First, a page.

Applicability of evidence from randomized controlled trials and systematic reviews to clinical practice: A conceptual review
Performance Assessment of the Health and Social Service System, Finnish Institute for Health and Welfare , Helsinki, Finland. E-mail: email@example.com
Background: The value of randomized controlled trials is dependent on the applicability of their findings to clinical decision-making. The aim of this study is to determine a definition and principles for the applicability of evidence from randomized controlled trials and systematic reviews.
Methods: This narrative review searched studies from PubMed and Web of Science databases using Cochrane Collaboration’s Qualitative Evidence Syntheses guidance. Empirical studies were excluded. Based on the included studies, a definition for the concept and propositions for principles of applicability were formulated.
Results: A definition and 11 propositions are presented, 6 propositions having additional sub-propositions. Low risk of bias, ability to answer to specific questions, documentation of the details of how randomized controlled trials turned out, reporting of favourable and adverse outcomes, and systematic comparison of randomized controlled trials and clinical data were considered important. Biomedical randomized controlled trials have the widest applicability, while heterogeneity in study characteristics, human perception, behaviour, environmental, equity factors, and health economic issues lessen applicability. Obtaining applicable evidence is a gradual process. Methodological and substance expertise is necessary for assessing applicability.
Discussion: A definition of applicability and requirements for applicable evidence from randomized controlled trials to real-world contexts are presented. Propositions are suggested for any assessment of applicability of findings from randomized controlled trials, systematic reviews and meta-analyses.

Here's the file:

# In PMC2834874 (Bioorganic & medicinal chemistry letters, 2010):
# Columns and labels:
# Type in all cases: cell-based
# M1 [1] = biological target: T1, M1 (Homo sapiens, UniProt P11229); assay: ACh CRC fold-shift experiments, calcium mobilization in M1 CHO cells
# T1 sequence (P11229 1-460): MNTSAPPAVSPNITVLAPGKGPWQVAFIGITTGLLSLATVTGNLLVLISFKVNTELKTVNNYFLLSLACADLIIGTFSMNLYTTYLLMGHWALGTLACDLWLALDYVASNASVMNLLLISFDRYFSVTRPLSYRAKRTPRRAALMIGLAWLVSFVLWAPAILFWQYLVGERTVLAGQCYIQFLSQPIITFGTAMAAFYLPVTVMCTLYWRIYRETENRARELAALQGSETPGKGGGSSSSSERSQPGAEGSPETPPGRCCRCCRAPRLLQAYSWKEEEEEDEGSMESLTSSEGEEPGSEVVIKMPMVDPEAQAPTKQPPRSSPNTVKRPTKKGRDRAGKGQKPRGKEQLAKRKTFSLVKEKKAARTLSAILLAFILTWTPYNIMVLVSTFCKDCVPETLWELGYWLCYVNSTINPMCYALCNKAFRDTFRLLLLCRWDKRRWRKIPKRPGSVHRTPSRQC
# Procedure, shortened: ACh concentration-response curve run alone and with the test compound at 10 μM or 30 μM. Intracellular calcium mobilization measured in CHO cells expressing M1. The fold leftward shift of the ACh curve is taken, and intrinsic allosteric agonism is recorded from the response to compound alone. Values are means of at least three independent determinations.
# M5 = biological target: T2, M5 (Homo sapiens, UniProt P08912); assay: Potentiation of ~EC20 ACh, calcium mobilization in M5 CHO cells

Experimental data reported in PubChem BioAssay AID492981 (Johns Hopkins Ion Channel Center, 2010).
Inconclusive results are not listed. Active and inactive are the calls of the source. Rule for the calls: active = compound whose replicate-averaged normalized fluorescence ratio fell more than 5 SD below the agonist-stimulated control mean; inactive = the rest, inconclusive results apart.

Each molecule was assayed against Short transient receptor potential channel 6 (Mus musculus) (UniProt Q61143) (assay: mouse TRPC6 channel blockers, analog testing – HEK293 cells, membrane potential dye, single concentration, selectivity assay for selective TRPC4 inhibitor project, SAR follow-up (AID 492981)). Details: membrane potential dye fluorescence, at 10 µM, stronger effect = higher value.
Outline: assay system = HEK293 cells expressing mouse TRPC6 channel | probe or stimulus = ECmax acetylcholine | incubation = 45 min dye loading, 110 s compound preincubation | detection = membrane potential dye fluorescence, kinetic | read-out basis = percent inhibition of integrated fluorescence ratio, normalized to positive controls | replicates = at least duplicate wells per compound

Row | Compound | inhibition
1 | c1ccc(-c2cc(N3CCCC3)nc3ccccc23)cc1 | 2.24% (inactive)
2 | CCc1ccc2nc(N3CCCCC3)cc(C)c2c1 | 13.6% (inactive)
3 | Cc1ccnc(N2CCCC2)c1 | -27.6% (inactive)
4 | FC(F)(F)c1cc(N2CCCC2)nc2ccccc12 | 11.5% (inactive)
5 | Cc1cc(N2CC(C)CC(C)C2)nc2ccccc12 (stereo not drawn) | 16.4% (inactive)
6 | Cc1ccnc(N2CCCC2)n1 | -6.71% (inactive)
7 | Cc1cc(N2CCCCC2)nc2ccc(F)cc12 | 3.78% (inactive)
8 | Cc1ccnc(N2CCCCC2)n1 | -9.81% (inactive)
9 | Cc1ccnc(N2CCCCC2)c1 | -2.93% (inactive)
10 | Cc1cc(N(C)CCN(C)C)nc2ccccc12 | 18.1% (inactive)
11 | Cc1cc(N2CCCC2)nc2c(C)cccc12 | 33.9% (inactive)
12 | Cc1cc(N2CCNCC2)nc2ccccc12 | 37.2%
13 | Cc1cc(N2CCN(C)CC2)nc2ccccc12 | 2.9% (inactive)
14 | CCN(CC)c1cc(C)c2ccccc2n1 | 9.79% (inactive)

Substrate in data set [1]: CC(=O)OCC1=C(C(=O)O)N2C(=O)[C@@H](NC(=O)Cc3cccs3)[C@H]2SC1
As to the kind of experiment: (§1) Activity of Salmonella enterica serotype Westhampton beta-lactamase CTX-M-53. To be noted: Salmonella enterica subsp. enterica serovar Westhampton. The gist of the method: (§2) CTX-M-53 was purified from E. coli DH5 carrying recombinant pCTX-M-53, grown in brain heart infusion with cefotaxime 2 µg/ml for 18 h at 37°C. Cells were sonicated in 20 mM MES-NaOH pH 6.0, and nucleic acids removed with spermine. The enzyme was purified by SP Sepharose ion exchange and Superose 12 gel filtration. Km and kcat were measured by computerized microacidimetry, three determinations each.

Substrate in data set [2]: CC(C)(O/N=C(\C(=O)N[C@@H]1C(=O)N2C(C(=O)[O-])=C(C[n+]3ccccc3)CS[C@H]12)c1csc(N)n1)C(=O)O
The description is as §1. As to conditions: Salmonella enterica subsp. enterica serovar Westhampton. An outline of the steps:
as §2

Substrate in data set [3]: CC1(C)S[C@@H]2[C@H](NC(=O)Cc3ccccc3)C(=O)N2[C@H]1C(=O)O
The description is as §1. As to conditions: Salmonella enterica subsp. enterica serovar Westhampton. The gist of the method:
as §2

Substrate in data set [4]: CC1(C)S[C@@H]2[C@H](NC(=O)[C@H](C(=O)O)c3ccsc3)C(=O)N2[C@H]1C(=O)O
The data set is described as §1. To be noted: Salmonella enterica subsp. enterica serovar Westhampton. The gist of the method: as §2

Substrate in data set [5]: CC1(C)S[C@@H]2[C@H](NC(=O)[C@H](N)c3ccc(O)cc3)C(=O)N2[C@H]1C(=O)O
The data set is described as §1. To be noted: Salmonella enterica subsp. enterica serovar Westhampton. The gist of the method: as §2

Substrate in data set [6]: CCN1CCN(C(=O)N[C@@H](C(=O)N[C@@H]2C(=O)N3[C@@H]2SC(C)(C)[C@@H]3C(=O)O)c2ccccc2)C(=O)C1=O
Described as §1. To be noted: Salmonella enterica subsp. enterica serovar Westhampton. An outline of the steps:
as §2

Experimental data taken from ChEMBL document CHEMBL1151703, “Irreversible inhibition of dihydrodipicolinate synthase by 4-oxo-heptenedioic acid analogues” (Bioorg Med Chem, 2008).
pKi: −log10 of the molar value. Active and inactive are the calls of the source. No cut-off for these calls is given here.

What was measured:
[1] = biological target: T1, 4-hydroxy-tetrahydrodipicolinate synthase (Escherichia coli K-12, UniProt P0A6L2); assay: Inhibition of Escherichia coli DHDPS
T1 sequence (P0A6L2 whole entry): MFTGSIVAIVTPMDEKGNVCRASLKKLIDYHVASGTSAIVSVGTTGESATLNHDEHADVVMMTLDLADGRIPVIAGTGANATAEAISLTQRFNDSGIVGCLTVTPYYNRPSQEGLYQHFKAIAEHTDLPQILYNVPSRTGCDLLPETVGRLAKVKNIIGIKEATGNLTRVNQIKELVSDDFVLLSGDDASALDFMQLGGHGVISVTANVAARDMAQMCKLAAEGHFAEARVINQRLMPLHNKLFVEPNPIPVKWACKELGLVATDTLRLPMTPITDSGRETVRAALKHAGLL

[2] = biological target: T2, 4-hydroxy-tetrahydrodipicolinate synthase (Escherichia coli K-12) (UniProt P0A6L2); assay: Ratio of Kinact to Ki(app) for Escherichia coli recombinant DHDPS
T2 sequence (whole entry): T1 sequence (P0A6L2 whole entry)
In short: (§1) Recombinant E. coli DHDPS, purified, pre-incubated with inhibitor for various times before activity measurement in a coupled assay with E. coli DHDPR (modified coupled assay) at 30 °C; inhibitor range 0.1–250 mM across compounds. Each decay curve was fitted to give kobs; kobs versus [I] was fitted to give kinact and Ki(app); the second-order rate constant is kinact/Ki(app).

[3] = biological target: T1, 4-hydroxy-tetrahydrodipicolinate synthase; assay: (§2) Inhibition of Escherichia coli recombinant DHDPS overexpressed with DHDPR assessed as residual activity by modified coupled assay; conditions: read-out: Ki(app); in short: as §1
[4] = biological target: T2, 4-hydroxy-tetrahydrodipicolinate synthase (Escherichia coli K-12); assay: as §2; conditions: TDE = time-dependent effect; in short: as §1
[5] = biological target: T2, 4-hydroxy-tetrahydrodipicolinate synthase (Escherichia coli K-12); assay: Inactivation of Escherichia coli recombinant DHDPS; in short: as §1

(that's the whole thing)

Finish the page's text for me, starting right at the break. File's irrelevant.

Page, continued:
Clinicians’ need for knowledge about a specific patient (or group of patients) is the underlying principle for applicability. Consequently, randomized controlled trials and systematic reviews should document all essential factors needed for clinical decision-making. Documentation of the study protocol (inclusion and exclusion criteria of patients, description of content of interventions and the outcome measures) is not sufficient. The documentation must also cover what actually happened in the randomized controlled trial, i.e. the characteristics of patients, the adherence to the index and control interventions, and the amount of co-interventions. Clinical registers using uniform documentation with randomized controlled trials increase the applicability of the research findings to clinical practice. The broadest applicability of findings comes from randomized controlled trials that assess the effectiveness of a single biological intervention for a well-defined disease using a valid biological outcome measure. Heterogeneity in study characteristics (patients, interventions and outcomes), and the presence of human perception (diagnosis, interventions and outcomes based on patient perception), and behaviour, environmental and equity factors, lessen the applicability of evidence. Randomized controlled trials must also report probabilities for favourable and adverse outcomes in order to increase the applicability of evidence.
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